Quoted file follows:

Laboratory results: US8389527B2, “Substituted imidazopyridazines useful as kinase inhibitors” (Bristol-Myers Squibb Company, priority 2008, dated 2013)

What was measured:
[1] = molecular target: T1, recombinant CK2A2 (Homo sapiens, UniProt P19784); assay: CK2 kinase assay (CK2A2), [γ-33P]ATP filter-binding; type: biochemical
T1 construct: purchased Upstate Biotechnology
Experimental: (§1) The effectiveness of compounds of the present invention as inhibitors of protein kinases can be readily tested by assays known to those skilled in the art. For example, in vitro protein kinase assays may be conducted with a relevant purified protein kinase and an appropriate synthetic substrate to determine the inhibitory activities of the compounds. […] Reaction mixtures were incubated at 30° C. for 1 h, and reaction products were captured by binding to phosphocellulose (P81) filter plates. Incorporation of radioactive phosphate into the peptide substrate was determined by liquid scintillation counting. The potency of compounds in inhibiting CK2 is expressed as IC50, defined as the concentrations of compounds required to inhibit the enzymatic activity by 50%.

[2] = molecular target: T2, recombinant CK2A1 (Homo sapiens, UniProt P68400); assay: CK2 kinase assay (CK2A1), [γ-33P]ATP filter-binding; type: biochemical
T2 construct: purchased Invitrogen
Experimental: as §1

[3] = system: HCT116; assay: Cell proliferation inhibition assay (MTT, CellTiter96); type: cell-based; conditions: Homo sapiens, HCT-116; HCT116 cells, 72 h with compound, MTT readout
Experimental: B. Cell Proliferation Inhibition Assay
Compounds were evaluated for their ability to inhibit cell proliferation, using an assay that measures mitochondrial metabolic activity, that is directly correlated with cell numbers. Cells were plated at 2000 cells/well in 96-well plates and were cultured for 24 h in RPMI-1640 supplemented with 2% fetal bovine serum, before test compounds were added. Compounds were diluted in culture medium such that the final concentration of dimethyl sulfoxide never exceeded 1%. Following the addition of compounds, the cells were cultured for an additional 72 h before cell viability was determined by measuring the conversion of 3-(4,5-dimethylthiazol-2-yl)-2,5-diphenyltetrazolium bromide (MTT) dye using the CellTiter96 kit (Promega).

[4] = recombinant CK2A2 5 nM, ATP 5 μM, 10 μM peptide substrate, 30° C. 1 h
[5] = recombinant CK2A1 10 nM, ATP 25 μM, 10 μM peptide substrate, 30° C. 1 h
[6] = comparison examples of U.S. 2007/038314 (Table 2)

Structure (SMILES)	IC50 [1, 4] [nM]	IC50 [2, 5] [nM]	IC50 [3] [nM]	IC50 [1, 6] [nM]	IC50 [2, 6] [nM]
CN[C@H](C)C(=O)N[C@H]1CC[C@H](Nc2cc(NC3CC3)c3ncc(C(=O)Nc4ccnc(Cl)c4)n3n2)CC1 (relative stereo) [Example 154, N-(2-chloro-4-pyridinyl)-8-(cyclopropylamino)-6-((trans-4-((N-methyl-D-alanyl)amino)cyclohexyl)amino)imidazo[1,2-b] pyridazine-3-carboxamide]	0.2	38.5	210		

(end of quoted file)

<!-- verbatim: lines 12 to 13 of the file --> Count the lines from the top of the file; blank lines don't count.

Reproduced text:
[4] = recombinant CK2A2 5 nM, ATP 5 μM, 10 μM peptide substrate, 30° C. 1 h
[5] = recombinant CK2A1 10 nM, ATP 25 μM, 10 μM peptide substrate, 30° C. 1 h